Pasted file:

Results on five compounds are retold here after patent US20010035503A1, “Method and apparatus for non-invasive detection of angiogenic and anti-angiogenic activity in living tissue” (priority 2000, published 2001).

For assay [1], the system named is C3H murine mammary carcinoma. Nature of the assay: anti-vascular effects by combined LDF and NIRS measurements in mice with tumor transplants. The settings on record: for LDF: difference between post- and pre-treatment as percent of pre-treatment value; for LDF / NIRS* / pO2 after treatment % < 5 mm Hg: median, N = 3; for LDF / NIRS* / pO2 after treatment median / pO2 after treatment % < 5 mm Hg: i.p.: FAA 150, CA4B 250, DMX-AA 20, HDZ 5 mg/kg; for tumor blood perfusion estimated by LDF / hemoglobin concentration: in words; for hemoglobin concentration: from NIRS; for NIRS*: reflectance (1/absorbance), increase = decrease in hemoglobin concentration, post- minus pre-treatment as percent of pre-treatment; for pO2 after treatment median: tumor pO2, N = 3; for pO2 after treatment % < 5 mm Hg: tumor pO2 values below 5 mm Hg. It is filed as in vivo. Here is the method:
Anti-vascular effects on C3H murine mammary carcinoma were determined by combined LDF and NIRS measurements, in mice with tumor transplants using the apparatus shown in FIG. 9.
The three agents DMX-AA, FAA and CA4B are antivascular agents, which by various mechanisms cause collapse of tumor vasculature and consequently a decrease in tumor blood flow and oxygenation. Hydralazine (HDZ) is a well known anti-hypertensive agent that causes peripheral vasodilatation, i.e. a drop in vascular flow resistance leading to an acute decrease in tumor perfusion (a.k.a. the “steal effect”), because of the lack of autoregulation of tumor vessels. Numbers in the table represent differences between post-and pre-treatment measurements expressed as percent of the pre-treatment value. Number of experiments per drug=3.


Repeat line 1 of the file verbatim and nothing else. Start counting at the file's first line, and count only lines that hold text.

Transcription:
Results on five compounds are retold here after patent US20010035503A1, “Method and apparatus for non-invasive detection of angiogenic and anti-angiogenic activity in living tissue” (priority 2000, published 2001).